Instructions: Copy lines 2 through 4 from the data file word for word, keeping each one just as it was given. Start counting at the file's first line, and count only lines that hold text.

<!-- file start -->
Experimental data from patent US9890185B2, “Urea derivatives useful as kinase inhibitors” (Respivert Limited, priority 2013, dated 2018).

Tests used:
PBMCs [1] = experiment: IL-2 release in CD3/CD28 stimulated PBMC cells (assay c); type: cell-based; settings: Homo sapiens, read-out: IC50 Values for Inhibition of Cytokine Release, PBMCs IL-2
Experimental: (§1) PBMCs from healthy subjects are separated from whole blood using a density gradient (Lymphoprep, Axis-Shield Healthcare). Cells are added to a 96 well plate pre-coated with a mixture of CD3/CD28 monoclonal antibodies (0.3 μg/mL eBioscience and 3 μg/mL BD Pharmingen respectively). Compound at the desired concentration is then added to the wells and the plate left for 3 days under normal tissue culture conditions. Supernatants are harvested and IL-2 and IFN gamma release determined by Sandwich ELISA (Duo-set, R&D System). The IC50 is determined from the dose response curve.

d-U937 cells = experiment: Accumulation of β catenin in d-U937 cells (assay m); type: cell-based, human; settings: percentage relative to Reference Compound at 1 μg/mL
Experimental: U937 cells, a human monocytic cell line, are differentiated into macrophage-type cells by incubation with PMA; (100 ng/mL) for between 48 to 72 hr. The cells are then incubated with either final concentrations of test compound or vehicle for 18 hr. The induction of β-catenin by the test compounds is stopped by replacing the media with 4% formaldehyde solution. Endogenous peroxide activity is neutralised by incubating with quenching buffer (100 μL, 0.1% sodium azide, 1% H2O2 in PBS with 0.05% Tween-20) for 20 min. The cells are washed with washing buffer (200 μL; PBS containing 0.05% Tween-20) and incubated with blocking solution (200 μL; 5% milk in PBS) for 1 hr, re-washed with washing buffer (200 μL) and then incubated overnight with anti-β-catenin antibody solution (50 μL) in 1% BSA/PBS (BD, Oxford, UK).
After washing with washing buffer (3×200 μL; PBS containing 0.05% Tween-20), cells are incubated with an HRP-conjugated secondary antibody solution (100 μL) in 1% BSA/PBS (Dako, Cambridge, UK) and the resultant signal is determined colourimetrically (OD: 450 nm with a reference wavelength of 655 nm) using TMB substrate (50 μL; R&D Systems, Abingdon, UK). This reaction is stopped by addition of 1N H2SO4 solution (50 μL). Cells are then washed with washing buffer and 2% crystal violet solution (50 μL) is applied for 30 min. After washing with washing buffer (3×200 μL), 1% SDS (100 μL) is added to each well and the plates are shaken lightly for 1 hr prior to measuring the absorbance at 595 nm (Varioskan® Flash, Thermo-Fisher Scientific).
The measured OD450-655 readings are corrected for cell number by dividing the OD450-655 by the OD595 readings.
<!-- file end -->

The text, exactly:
Tests used:
PBMCs [1] = experiment: IL-2 release in CD3/CD28 stimulated PBMC cells (assay c); type: cell-based; settings: Homo sapiens, read-out: IC50 Values for Inhibition of Cytokine Release, PBMCs IL-2
Experimental: (§1) PBMCs from healthy subjects are separated from whole blood using a density gradient (Lymphoprep, Axis-Shield Healthcare). Cells are added to a 96 well plate pre-coated with a mixture of CD3/CD28 monoclonal antibodies (0.3 μg/mL eBioscience and 3 μg/mL BD Pharmingen respectively). Compound at the desired concentration is then added to the wells and the plate left for 3 days under normal tissue culture conditions. Supernatants are harvested and IL-2 and IFN gamma release determined by Sandwich ELISA (Duo-set, R&D System). The IC50 is determined from the dose response curve.